When money flows into emerging markets – opinion

Sometimes investing is like a child learning to whistle. I remember teaching my elder son how to whistle and he tried and tried and just blew out air. Fast forward a few years and we were sitting at a Hapoel Jerusalem basketball game – remember those days when you could attend a game, it seems like eons ago – and he was cheering and then did one of those things where you put your thumb and middle finger together in your mouth, and out came this crazy loud noise which almost exploded my eardrums.  I said to him; “I guess you learned how to whistle!” Anyone who has ever spoken to me in depth about investing or read my book on retirement planning knows that I am a big fan of emerging markets (EM). But far too often when I bring up the topic of allocating some investment funds into
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Wink Hartman: Kansas should invest in information technology – Opinion – The Topeka Capital-Journal

Government has many functions, agencies and departments with the main goal of delivering service to the people of Kansas.

To best deliver these services and work for the people of our state, Kansas’ government must adopt and use business philosophies of putting the residents first. Government is above all a service business and needs to make efficient and quality service a top priority.

This year we’ve seen issues with government service delivery. The unprecedented number of unemployment claims filed with the Department of Labor due to COVID-19 has shown this. The heavy influx of claims could easily catch anyone off guard, but the response to addressing this influx was not quick enough. Plus, long-standing issues in state government contributed to the issue.

Information technology may not be the most exciting subject and mainframes — hardware and software for government administration will never light a fire under anyone — but it

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Opinion | Americans turned out to vote with their tweet

Beyond their role as a comforting escape from the horrors of traditional election coverage, there’s a case to be made that such posts may have contributed to the election’s record turnout. It’s one way in which social media — rightly criticized for its part in increasing polarization and spreading disinformation — may have helped democracy.

At first glance, this claim probably seems counterintuitive. The 2020 turnout was undoubtedly bolstered by strong feelings on both sides. One would think that the pandemic-driven expansion of mail-in voting also contributed to turnout by making it easier to vote — a plausible explanation that has nothing to do with social media. The problem with this reasoning is that there’s plenty of evidence — for example, from the United States and Switzerland — that mail-in voting has historically had a very limited impact on turnout.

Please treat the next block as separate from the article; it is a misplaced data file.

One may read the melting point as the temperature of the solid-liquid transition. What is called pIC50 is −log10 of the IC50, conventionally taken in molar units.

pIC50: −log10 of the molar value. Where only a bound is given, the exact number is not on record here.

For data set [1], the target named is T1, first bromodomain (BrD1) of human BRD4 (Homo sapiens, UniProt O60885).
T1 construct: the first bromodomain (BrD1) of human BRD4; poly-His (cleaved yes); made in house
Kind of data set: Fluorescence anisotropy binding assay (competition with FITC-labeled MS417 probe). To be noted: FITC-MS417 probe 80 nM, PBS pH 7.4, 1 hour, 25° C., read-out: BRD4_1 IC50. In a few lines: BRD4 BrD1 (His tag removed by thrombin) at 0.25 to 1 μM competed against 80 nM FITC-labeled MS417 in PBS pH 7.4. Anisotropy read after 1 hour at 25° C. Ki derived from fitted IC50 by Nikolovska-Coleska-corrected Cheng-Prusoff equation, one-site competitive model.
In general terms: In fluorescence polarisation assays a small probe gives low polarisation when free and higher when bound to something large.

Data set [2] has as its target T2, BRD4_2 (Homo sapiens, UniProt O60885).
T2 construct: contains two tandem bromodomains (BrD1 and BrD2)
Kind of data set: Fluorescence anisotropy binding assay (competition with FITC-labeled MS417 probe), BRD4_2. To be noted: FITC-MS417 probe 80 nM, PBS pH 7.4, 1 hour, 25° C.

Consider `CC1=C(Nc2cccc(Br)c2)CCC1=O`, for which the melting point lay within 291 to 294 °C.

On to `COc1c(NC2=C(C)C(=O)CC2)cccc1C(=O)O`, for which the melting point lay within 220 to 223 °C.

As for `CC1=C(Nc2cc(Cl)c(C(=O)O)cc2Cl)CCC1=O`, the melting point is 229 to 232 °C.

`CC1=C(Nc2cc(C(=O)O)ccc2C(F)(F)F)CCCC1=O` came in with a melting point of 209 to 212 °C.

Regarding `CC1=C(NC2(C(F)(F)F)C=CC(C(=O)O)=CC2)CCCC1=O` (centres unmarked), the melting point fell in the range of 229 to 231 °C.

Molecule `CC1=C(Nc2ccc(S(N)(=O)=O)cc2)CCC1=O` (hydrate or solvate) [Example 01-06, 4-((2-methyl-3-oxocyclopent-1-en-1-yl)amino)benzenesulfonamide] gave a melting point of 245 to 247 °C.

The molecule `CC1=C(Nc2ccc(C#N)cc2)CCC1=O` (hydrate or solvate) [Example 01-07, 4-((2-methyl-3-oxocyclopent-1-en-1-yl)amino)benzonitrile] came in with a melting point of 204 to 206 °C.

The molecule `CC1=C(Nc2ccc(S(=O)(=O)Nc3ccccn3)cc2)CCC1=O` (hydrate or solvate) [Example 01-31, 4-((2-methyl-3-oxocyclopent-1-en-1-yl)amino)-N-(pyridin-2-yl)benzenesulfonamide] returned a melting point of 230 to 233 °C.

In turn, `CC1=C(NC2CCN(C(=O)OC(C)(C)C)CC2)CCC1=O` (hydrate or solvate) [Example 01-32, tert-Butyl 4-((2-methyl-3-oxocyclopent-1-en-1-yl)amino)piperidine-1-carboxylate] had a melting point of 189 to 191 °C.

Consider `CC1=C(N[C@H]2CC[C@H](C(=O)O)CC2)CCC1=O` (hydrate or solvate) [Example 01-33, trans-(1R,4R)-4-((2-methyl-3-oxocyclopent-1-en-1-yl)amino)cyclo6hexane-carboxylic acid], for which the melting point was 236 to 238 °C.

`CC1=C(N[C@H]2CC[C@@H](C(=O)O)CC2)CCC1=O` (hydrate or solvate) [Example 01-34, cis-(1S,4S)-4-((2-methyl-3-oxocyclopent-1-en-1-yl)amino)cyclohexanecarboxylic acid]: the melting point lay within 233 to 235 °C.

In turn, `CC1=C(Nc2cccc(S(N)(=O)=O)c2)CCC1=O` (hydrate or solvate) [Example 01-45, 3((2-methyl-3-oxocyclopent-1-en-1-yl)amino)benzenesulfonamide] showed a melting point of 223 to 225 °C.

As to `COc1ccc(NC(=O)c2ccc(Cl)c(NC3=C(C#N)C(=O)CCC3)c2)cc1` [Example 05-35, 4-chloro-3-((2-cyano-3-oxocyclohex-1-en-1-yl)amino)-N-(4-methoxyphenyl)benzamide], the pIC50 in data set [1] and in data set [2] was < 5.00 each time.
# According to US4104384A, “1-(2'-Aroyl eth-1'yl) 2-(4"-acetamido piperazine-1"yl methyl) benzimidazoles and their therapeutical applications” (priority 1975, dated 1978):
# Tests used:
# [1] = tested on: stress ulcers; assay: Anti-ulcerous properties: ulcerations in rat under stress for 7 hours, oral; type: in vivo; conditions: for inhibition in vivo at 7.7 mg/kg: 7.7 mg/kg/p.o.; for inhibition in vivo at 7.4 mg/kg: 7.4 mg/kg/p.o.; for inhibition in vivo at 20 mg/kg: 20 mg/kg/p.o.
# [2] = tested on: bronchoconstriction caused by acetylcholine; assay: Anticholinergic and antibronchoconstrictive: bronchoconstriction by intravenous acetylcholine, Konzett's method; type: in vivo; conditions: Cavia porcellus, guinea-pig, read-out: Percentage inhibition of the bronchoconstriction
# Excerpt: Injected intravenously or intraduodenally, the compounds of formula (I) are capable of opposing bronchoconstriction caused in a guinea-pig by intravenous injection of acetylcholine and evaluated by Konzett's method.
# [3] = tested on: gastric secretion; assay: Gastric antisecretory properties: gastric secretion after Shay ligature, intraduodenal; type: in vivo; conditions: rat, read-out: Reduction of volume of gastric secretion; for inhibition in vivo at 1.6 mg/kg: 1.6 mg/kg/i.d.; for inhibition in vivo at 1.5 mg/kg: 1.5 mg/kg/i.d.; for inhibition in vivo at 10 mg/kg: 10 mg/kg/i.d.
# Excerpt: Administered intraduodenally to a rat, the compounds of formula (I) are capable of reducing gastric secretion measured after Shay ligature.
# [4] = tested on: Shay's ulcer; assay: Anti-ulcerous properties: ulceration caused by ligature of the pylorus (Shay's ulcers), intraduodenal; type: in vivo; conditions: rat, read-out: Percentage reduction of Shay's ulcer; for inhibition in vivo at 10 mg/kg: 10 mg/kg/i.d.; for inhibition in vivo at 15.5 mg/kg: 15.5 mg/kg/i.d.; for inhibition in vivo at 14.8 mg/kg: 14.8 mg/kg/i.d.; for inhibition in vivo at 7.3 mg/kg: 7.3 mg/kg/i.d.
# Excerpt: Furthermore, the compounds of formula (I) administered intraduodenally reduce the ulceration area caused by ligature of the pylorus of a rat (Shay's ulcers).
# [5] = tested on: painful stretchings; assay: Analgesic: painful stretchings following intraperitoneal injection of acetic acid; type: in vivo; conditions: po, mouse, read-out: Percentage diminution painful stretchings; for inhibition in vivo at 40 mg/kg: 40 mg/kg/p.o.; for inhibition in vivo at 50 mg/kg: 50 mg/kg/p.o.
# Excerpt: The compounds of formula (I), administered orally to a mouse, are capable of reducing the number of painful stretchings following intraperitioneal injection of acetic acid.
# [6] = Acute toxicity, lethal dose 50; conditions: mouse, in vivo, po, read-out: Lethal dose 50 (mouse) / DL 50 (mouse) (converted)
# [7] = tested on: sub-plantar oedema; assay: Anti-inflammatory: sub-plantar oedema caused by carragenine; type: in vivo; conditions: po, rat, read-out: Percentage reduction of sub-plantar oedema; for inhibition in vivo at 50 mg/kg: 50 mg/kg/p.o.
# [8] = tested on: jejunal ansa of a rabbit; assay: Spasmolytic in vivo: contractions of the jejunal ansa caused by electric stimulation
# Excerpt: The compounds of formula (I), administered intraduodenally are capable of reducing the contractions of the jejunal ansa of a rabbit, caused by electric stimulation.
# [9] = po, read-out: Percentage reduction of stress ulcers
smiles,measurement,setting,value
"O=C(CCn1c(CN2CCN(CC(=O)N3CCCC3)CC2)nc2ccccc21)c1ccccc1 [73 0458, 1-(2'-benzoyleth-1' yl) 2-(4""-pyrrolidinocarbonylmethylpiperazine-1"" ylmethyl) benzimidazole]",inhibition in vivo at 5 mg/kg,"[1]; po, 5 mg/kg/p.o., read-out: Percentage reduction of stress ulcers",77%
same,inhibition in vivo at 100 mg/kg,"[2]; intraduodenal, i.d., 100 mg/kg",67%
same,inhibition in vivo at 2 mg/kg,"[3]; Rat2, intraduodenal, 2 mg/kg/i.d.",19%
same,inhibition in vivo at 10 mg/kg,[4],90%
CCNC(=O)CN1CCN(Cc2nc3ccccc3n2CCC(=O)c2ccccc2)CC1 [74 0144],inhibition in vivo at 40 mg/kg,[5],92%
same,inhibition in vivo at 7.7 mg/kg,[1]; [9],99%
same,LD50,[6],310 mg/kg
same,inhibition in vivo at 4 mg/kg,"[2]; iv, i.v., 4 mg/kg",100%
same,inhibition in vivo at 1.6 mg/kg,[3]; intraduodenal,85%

This phenomenon is elucidated in a remarkable 2010 paper by

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Opinion | Science-led policy will get Montgomery’s schools reopened

Montgomery County leadership has made unreasonable health metrics, not grounded in science or the interests of our children, a prerequisite for hybrid learning: a daily average of fewer than five cases per 100,000 residents over a 14-day period. This is far more stringent than the state recommendation and approximately four times stricter than what the Centers for Disease Control and Prevention recommends. Even at the pandemic’s lowest ebb, Montgomery County has never met this standard. In contrast, students in other U.S. communities that do not meet Montgomery County’s standard have enjoyed months of live instruction, some five days a week, without harming public health.

In September, many large U.S. school districts offered some in-person learning, and the evidence is in. Schools that take proper mitigation measures do not stoke community transmission. In October, New York public schools tested tens of thousands of students and faculty and found only 28 were

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Need for sci-tech advantages – Opinion

CAI MENG/CHINA DAILY

China needs to increase its support for technological innovation in fields other than information technology

The United States has been experiencing worsening social conflicts and crises recently, which appear to be accidental but are actually the escalation of long-standing economic and social problems in the country. Slower economic growth caused mainly by the slowdown of technological progress has been a key factor behind these problems.

Technological innovation has declined significantly since the 1970s. Although the third industrial revolution has driven rapid progress in information technology, technological progress in the fields of energy, transportation and construction, which were developed during the second industrial revolution, has been slow.

Information technology has driven the development of almost all industries while contributing slightly to total factor productivity.

According to US scholar Robert Gordon, the average annual growth rate of total factor productivity in the US from 1970 to 2014 was only

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Opinion | Americans revive spirit of first Thanksgiving by carrying disease to new areas